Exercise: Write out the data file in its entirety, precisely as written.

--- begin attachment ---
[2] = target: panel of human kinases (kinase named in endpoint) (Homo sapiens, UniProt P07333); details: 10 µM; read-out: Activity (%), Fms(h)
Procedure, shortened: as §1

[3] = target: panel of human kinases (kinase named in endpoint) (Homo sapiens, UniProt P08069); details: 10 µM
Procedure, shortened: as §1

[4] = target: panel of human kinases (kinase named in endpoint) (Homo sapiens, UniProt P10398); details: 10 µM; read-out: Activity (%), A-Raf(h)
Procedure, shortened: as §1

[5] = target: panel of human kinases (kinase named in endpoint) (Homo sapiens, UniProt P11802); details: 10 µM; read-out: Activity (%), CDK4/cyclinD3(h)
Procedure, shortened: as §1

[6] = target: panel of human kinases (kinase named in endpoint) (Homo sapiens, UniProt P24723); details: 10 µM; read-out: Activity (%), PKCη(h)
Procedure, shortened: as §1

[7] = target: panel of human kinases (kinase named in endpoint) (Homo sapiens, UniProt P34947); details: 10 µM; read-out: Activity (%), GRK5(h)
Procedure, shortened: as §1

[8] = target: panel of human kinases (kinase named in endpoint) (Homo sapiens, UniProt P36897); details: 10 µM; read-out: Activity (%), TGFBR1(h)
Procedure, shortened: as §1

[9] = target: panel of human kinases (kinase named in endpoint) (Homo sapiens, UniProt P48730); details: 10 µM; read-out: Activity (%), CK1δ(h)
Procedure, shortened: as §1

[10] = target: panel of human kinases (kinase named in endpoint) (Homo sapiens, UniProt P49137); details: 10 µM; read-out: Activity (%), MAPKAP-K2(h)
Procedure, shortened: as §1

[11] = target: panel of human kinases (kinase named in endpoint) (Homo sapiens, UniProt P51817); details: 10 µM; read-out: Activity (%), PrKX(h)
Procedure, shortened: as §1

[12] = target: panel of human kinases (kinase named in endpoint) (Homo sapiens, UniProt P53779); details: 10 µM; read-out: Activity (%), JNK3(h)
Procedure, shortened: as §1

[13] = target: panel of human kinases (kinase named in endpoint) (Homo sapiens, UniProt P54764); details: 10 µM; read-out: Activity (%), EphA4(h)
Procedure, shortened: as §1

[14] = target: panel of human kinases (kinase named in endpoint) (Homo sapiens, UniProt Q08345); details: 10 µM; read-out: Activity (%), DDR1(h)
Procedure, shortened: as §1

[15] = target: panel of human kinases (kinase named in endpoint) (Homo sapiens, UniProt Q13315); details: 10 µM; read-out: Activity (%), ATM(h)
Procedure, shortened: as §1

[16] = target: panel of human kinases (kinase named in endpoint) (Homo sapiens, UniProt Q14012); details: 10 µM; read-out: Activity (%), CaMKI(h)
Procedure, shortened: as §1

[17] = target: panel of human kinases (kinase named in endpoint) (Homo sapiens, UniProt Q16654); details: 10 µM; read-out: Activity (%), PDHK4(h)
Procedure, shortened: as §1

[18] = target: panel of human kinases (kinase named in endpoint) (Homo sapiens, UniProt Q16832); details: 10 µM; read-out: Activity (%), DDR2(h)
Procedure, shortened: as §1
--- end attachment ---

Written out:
[2] = target: panel of human kinases (kinase named in endpoint) (Homo sapiens, UniProt P07333); details: 10 µM; read-out: Activity (%), Fms(h)
Procedure, shortened: as §1

[3] = target: panel of human kinases (kinase named in endpoint) (Homo sapiens, UniProt P08069); details: 10 µM
Procedure, shortened: as §1

[4] = target: panel of human kinases (kinase named in endpoint) (Homo sapiens, UniProt P10398); details: 10 µM; read-out: Activity (%), A-Raf(h)
Procedure, shortened: as §1

[5] = target: panel of human kinases (kinase named in endpoint) (Homo sapiens, UniProt P11802); details: 10 µM; read-out: Activity (%), CDK4/cyclinD3(h)
Procedure, shortened: as §1

[6] = target: panel of human kinases (kinase named in endpoint) (Homo sapiens, UniProt P24723); details: 10 µM; read-out: Activity (%), PKCη(h)
Procedure, shortened: as §1

[7] = target: panel of human kinases (kinase named in endpoint) (Homo sapiens, UniProt P34947); details: 10 µM; read-out: Activity (%), GRK5(h)
Procedure, shortened: as §1

[8] = target: panel of human kinases (kinase named in endpoint) (Homo sapiens, UniProt P36897); details: 10 µM; read-out: Activity (%), TGFBR1(h)
Procedure, shortened: as §1

[9] = target: panel of human kinases (kinase named in endpoint) (Homo sapiens, UniProt P48730); details: 10 µM; read-out: Activity (%), CK1δ(h)
Procedure, shortened: as §1

[10] = target: panel of human kinases (kinase named in endpoint) (Homo sapiens, UniProt P49137); details: 10 µM; read-out: Activity (%), MAPKAP-K2(h)
Procedure, shortened: as §1

[11] = target: panel of human kinases (kinase named in endpoint) (Homo sapiens, UniProt P51817); details: 10 µM; read-out: Activity (%), PrKX(h)
Procedure, shortened: as §1

[12] = target: panel of human kinases (kinase named in endpoint) (Homo sapiens, UniProt P53779); details: 10 µM; read-out: Activity (%), JNK3(h)
Procedure, shortened: as §1

[13] = target: panel of human kinases (kinase named in endpoint) (Homo sapiens, UniProt P54764); details: 10 µM; read-out: Activity (%), EphA4(h)
Procedure, shortened: as §1

[14] = target: panel of human kinases (kinase named in endpoint) (Homo sapiens, UniProt Q08345); details: 10 µM; read-out: Activity (%), DDR1(h)
Procedure, shortened: as §1

[15] = target: panel of human kinases (kinase named in endpoint) (Homo sapiens, UniProt Q13315); details: 10 µM; read-out: Activity (%), ATM(h)
Procedure, shortened: as §1

[16] = target: panel of human kinases (kinase named in endpoint) (Homo sapiens, UniProt Q14012); details: 10 µM; read-out: Activity (%), CaMKI(h)
Procedure, shortened: as §1

[17] = target: panel of human kinases (kinase named in endpoint) (Homo sapiens, UniProt Q16654); details: 10 µM; read-out: Activity (%), PDHK4(h)
Procedure, shortened: as §1

[18] = target: panel of human kinases (kinase named in endpoint) (Homo sapiens, UniProt Q16832); details: 10 µM; read-out: Activity (%), DDR2(h)
Procedure, shortened: as §1